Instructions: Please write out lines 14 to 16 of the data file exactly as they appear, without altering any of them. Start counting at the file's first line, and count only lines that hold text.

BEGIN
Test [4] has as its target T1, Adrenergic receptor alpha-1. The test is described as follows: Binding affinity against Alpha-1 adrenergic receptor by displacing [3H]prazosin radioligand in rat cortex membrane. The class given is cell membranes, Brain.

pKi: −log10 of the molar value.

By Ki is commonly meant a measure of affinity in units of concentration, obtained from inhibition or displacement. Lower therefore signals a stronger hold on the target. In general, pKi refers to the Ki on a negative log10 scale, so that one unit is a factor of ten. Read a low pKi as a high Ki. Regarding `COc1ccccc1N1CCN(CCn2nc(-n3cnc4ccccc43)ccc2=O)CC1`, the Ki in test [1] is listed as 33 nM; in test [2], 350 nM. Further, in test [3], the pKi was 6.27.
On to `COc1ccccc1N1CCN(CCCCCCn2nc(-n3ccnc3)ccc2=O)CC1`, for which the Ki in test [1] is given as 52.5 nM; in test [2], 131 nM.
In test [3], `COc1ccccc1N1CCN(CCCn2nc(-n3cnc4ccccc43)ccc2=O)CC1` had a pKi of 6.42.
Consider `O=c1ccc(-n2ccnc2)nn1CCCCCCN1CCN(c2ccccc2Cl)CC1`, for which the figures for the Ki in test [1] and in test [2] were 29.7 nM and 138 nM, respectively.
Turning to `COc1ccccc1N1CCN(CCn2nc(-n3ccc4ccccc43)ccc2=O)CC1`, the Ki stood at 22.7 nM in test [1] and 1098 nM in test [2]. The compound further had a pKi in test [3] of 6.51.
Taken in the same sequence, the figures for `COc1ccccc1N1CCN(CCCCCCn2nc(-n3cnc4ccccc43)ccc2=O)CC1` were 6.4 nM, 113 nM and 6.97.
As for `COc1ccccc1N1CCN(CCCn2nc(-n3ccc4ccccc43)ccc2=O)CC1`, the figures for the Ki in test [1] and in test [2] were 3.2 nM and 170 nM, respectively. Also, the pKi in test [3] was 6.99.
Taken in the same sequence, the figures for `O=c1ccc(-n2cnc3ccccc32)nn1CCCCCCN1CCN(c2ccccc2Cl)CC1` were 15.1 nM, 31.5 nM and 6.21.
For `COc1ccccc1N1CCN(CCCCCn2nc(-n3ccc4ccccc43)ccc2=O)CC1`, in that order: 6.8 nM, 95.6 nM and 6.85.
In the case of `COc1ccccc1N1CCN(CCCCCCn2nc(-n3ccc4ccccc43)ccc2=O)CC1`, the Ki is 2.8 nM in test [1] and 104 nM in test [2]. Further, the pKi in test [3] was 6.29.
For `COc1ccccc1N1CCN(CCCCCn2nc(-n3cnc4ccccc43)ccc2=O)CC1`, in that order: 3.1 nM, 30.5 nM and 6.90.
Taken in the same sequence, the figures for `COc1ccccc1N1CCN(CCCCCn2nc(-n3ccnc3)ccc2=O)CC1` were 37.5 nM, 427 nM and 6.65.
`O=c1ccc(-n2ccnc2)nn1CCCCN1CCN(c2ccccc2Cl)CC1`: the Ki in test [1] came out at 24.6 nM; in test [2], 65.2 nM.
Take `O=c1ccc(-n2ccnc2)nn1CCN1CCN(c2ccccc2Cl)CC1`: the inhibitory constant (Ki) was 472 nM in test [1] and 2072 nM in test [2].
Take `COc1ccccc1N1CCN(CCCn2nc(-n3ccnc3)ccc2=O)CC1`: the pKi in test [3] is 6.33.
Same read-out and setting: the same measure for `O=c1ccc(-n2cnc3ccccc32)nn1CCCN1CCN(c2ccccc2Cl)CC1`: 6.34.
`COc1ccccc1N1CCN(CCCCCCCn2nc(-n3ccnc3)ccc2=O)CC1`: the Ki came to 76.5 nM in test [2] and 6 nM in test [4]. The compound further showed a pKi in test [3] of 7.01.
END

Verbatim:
Taken in the same sequence, the figures for `COc1ccccc1N1CCN(CCCCCn2nc(-n3ccnc3)ccc2=O)CC1` were 37.5 nM, 427 nM and 6.65.
`O=c1ccc(-n2ccnc2)nn1CCCCN1CCN(c2ccccc2Cl)CC1`: the Ki in test [1] came out at 24.6 nM; in test [2], 65.2 nM.
Take `O=c1ccc(-n2ccnc2)nn1CCN1CCN(c2ccccc2Cl)CC1`: the inhibitory constant (Ki) was 472 nM in test [1] and 2072 nM in test [2].